21 and over. ACP

Alt-rock quartet Dark Hip Falls and 3rd Shift Dance have teamed up for a jam-packed one-night-only event, something the band is calling Shift Sessions: Volume 1. Not only will audience members get to hear Seventy Four, the group’s debut album, played in full, they’ll also get to enjoy original dance pieces from 3rd Shift Dance artistic director Xaviera Vandermay and five other choreographers inspired by the album, and catch the premiere of the music video for “Lam2: Red Hands.” Seventy Four is sparse and lacks any huge choruses, but the band’s moody vibe and musical diversity will give the dancers a lot to work with. Westlake Dance Center, 10703 Eighth Ave. N.E., 621-7378, 
7 p.m. $12 adv./$20 DOS. All ages. ACP

Sunday, Nov. 23

At this Tribute to The Last Waltz: A Benefit for Rain City Rock Camp for Girls, the nonprofit, which is dedicated to building self-esteem in girls and encouraging musical expression, is honoring The Band’s iconic final show. Local musicians, including Leif Dalan of Clinton Fearon and the Boogie Brown Band and Bill Nordwall and Jasen Samford of Exohxo, will fill in for The Band. And like the original star-studded event, this show will feature plenty of guest vocalists, including Star Anna, Stephanie Anne Johnson, Nouela Johnston (People Eating People), Fredd Luongo (the Swearengens), Joel Schneider (My Goodness), and many more. Tractor Tavern, 5213 Ballard Ave. N.W., 789-3599, 8 p.m. $10. 21 and over. ACP

Monday, Nov. 24

G-Eazy, aka Gerald Earl Gillum, made a name for himself in 2011 with his mixtape, The Endless Summer, which includes “Runaround Sue,” a fusion of doo-wop and hip-hop that features a sample of the Dion song of that name. Now on his latest full-length, These Things Happen, the rapper is keeping that momentum going, only this time with a more modern hip-hop sound and appearances from the likes of A$AP Ferg, Devon Baldwin, E-40, and Jay Ant—the latter two opening this show. Tales of life on the road, missing home, and working toward bigger goals pepper G-Eazy’s lyrics and add a fresh voice to the scene. Showbox SoDo, 1700 First Ave. S., 652-0444,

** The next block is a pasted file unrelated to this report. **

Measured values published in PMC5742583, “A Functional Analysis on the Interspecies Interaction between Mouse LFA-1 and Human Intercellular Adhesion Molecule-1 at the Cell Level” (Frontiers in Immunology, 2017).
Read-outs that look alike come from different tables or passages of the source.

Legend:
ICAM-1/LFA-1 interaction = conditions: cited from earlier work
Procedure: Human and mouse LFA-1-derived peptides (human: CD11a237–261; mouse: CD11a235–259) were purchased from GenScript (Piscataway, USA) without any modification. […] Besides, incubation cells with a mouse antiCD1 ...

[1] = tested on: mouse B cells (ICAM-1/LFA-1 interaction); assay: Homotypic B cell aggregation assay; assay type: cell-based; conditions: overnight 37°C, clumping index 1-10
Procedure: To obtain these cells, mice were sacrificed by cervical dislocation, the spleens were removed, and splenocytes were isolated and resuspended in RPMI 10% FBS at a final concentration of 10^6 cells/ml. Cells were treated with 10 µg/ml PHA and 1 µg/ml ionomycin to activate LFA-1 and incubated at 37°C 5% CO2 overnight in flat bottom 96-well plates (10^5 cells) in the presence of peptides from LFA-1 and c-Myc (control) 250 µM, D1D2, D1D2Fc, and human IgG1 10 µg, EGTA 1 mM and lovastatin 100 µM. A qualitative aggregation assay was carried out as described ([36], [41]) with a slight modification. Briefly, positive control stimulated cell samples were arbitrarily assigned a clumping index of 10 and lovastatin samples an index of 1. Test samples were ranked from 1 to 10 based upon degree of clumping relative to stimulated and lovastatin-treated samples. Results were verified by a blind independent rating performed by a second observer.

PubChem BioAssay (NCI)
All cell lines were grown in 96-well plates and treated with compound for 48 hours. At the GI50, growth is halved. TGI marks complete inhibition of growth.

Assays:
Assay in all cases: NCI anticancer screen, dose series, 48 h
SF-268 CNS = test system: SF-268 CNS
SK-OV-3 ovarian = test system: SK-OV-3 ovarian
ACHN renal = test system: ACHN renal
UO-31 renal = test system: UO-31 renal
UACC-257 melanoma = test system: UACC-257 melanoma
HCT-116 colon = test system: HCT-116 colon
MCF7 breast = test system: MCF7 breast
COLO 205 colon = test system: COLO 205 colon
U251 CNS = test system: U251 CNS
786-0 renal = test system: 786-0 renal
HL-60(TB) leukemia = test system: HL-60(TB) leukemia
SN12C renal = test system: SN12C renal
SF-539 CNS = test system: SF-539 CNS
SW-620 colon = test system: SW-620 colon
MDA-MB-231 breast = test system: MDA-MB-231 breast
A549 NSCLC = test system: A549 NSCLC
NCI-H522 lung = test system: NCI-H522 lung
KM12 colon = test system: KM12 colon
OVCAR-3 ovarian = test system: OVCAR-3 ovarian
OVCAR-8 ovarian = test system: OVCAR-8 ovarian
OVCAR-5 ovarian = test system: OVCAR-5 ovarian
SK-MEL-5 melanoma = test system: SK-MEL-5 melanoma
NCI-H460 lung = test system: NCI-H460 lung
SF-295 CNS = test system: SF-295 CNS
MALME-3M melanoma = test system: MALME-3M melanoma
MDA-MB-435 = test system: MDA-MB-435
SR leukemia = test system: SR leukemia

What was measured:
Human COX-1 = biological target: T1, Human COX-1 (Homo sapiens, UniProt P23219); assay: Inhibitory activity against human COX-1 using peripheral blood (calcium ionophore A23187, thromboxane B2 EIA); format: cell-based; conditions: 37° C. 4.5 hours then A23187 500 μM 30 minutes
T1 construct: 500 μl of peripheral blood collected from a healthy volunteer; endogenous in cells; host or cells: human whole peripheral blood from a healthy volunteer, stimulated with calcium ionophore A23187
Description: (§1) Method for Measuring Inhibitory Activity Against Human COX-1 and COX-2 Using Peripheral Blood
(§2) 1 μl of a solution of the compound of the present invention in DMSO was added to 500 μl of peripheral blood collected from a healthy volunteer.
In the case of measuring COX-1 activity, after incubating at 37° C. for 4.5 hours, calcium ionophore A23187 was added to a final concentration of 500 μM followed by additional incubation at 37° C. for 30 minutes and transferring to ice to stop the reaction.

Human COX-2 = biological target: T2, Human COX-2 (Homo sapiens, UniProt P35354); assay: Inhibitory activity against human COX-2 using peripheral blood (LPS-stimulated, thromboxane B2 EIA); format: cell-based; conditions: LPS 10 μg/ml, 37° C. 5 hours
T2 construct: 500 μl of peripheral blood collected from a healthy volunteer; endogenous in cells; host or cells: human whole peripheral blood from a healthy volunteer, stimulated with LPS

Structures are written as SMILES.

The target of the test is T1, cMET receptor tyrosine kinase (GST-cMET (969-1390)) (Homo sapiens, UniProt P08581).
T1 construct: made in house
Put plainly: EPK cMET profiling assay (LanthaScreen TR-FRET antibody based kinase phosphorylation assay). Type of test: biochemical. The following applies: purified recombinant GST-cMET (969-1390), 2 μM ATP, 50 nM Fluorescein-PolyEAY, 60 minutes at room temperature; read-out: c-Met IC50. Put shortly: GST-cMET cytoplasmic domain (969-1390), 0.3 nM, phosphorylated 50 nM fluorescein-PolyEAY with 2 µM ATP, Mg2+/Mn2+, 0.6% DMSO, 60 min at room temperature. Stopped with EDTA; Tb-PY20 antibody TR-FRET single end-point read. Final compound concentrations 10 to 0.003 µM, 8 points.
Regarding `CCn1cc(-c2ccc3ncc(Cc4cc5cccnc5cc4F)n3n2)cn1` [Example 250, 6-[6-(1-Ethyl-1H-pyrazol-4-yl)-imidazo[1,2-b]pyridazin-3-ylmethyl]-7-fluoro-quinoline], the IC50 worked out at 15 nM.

8 p.m. $30. All ages. ACP

Tuesday, Nov. 25

In September 2013, British alt-rock quartet Bastille made its Seattle debut with a sold-out show at Tractor Tavern. A little over a year and a sold-out Showbox SoDo show later, the band is taking over KeyArena for the night. That progression is pretty impressive, given that the band is still touring behind its debut album, Bad Blood. Multiple singles, including the title track, “Flaws” and the cinematic “Pompeii,” have helped the band’s uphill trajectory, though unexpected covers and mashups and big screen-ready music videos have also added to the buzz. With Grizfolk. KeyArena, 305 Harrison St., 684-7200, 8 p.m. $31.50–$39.50. All ages. ACP

Nashville-based singer Nikki Lane is, as she says on Facebook, as country/Americana as they come. Her latest album, the Dan Auerbach–produced All or Nothin’, is a collection of nitty-gritty country tunes. From the bouncy “I Don’t Care” to the surf-rock-tinged “ Seein’ Double,” and from “Love’s on Fire,” a romantic duet with Auerbach, to the soulful title track, Lane’s vocals have a vintage feel and a lot of room to play on this album. Her lyrics run the gamut from affectionate (the deceptively titled “I Don’t Care”) to brutally honest (“Sleep With a Stranger”), but that just gives the album an even more down-home feel. With Jamestown Revival, Pete Molinari. Tractor Tavern. 8 p.m. $15. 21 and over. ACP